Secondary School English Teacher

I’m training to become a secondary school English teacher. The three years I spent doing my degree highlighted to me that I wanted to focus on English. Secondary teaching means I get to use and show that passion in every lesson.

I’m excited to be a secondary school English teacher, who can inspire and motivate all pupils. My favourite teachers were those who made my lessons different and exciting, and I can’t wait to become that teacher!

Doing placements and volunteering in secondary schools was the best thing I ever did to confirm that teaching was for me. Forging relationships with staff and pupils showed me how rewarding teaching can be. It also meant that I had the opportunity to witness the life of a secondary school teacher and the demands of the job, giving me realistic expectations. If you’re at all unsure whether teaching is for you, take the time to go into schools – it’s an invaluable experience! I followed this simple guide to working with Key Stage Teacher Supply

Keep in touch: Communication is our most important tool. You need to know what’s going on and when, and so do we. The quicker you give us your availability, the quicker we can sort out your next assignment.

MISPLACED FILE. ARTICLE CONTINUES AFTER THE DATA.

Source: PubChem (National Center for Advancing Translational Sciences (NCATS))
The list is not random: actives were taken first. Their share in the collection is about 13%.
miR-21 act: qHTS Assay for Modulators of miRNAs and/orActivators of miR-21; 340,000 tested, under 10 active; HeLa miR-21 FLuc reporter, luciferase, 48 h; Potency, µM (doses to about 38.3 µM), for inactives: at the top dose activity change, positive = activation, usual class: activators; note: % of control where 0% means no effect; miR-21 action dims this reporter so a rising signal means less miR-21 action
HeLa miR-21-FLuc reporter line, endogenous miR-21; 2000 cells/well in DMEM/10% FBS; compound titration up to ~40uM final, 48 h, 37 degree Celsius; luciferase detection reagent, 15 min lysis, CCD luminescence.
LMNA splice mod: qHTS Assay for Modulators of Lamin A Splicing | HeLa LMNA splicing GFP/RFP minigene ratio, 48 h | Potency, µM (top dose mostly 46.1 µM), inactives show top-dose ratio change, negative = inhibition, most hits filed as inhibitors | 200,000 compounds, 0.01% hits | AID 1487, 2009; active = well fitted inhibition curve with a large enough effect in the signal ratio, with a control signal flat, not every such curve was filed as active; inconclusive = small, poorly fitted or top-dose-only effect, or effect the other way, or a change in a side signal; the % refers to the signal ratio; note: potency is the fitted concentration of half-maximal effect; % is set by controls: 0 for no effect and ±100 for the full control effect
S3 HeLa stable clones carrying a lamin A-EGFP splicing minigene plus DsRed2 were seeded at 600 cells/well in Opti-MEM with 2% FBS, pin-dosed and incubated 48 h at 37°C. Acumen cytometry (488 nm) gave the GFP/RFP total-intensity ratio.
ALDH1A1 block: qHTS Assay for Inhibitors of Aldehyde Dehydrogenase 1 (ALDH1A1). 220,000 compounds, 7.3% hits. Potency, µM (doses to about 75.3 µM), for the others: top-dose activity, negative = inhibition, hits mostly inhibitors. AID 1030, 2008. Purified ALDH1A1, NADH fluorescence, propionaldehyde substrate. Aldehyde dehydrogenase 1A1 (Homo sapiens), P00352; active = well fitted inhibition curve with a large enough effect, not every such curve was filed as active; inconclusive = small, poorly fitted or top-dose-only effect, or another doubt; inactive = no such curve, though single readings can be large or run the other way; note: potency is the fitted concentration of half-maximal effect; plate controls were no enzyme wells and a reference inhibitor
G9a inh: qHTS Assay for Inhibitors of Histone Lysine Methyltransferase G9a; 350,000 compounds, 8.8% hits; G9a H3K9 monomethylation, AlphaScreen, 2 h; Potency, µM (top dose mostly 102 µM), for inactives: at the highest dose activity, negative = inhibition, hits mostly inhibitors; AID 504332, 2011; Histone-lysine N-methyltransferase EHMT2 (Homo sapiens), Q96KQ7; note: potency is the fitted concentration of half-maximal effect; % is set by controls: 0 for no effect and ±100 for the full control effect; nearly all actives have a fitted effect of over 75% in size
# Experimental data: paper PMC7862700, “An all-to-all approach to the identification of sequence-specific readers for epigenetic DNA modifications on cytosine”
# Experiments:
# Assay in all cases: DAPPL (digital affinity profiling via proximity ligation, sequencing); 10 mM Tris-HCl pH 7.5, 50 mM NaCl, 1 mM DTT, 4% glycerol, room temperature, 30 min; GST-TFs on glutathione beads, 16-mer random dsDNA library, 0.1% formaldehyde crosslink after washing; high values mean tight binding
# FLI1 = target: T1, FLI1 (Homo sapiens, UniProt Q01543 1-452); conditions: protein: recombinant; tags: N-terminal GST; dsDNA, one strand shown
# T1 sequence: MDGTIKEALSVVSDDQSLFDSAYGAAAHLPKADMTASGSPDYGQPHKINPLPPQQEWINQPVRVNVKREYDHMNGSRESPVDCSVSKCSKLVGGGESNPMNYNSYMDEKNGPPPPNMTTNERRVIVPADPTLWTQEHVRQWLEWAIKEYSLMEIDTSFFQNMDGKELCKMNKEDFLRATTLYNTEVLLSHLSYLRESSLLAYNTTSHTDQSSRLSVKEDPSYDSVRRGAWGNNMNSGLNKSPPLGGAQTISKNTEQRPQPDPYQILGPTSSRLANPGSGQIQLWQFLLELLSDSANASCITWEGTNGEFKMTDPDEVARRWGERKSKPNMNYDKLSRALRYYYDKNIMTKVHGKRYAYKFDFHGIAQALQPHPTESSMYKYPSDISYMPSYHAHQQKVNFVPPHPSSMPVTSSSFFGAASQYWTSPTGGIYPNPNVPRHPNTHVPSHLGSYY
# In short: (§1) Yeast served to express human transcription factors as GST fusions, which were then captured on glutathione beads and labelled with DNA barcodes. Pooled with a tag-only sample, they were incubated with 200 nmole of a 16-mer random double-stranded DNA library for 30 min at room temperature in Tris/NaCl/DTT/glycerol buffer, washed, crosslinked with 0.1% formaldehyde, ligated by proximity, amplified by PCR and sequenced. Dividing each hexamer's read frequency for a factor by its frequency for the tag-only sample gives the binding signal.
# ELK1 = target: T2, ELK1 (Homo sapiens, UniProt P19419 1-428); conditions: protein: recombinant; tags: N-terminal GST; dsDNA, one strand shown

Dress the part: First impressions are important, so no jeans, leggings or shorts, and male teachers should wear a shirt and tie. And, of course, no mobiles in the classroom.

Getting there: Arrive by 8.30am unless otherwise notified. This gives you chance to find out about school routines and relevant policies and procedures.

Who are you? Always carry your Key Stage ID card for security purposes and please take a current Enhanced DBS Certificate, along with proof of identification (ie driving licence or passport) to show on your first day.

Time is money: Submit a timesheet (either online or paper) for each day.  Get it signed & approved by the school and delivered to us before 10am the following Monday.  Failure to submit on time may delay your payment.

Safety first: Remember that you’re responsible for the health and safety of the pupils — and yourself. Don’t do anything you’re not capable of or trained to do, and ask for instructions if using unfamiliar equipment.

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